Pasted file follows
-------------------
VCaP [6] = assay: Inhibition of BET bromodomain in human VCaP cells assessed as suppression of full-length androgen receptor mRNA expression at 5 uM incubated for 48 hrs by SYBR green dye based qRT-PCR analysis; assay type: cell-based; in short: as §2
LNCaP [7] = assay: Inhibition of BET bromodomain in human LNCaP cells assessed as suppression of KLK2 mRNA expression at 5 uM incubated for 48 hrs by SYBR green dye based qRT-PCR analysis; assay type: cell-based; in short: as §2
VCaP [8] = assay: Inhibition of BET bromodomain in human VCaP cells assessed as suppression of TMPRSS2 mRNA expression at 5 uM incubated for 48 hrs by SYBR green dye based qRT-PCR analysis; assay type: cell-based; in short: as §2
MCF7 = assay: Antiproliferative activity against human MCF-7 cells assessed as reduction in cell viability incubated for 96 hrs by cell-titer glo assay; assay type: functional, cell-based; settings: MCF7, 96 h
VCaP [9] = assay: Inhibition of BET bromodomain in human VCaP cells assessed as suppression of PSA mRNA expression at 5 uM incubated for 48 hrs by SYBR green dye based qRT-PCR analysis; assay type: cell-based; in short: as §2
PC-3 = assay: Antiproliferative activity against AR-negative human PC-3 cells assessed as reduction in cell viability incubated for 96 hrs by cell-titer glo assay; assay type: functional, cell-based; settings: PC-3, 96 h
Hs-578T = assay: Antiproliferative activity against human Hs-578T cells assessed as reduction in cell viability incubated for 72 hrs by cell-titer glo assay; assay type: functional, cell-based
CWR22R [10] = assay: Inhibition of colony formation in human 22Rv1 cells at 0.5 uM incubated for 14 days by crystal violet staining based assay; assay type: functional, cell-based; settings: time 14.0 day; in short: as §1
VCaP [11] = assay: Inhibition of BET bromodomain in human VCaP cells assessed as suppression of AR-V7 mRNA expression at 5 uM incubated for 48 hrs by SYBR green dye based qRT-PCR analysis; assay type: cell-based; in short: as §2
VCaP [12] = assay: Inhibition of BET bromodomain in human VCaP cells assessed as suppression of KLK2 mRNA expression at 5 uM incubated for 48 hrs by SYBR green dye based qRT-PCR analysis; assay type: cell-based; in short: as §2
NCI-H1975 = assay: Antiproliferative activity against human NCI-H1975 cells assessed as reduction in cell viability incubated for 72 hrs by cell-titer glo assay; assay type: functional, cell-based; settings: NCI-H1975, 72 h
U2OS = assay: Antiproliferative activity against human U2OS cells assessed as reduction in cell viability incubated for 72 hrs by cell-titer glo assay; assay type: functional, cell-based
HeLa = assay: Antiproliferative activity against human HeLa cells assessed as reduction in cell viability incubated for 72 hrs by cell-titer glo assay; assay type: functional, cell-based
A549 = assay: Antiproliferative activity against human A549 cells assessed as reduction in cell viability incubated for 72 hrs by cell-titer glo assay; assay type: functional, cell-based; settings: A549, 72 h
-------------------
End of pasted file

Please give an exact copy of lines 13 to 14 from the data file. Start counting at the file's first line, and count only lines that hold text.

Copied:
HeLa = assay: Antiproliferative activity against human HeLa cells assessed as reduction in cell viability incubated for 72 hrs by cell-titer glo assay; assay type: functional, cell-based
A549 = assay: Antiproliferative activity against human A549 cells assessed as reduction in cell viability incubated for 72 hrs by cell-titer glo assay; assay type: functional, cell-based; settings: A549, 72 h